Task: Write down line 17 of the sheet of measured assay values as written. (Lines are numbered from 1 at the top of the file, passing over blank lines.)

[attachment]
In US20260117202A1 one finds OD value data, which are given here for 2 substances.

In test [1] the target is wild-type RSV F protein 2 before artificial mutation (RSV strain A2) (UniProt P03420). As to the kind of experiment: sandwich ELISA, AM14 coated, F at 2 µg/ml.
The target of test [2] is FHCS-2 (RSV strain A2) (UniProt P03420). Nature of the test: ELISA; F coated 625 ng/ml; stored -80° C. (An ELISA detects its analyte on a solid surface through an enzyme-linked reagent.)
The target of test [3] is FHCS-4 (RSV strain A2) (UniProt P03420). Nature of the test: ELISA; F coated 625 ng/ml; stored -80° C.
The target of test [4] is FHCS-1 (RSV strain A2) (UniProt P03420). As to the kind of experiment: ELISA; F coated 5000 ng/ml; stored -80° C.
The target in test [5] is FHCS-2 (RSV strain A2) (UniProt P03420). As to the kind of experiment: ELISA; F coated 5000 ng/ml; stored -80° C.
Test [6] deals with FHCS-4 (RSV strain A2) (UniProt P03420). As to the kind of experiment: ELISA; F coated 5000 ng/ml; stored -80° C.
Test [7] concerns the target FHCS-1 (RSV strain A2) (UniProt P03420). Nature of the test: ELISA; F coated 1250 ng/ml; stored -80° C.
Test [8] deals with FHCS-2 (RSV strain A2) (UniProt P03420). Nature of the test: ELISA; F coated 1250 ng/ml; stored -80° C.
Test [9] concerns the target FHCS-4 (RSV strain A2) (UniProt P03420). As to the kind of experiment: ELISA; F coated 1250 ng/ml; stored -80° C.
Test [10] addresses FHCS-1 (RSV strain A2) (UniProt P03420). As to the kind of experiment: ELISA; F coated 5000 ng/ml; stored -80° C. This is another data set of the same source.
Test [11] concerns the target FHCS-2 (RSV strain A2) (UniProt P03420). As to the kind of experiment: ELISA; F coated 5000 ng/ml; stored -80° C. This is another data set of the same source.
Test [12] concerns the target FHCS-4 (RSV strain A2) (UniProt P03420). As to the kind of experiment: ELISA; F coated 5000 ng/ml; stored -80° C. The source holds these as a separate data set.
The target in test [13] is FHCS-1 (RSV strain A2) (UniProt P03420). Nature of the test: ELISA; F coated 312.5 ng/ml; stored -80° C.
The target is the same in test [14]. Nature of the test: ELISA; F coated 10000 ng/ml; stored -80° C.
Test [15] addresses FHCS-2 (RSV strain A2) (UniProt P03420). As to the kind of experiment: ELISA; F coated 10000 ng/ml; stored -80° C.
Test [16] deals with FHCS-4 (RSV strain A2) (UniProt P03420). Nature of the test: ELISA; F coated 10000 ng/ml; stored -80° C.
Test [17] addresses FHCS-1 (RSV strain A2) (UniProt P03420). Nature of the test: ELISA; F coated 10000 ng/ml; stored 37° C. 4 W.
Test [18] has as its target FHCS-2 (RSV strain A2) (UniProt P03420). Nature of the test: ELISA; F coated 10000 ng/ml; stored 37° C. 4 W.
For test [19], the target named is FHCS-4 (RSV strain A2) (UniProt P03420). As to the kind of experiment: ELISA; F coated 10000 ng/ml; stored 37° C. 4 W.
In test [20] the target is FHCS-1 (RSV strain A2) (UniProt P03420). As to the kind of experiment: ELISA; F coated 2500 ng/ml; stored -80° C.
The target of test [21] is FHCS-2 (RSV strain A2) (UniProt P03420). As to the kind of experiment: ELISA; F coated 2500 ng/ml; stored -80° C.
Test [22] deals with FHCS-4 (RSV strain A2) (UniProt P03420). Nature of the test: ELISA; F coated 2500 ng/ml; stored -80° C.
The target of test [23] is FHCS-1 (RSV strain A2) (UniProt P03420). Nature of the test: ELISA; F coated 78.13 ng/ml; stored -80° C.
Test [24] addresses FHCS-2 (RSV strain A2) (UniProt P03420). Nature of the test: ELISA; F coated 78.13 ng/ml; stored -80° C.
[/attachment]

Test [16] deals with FHCS-4 (RSV strain A2) (UniProt P03420). Nature of the test: ELISA; F coated 10000 ng/ml; stored -80° C.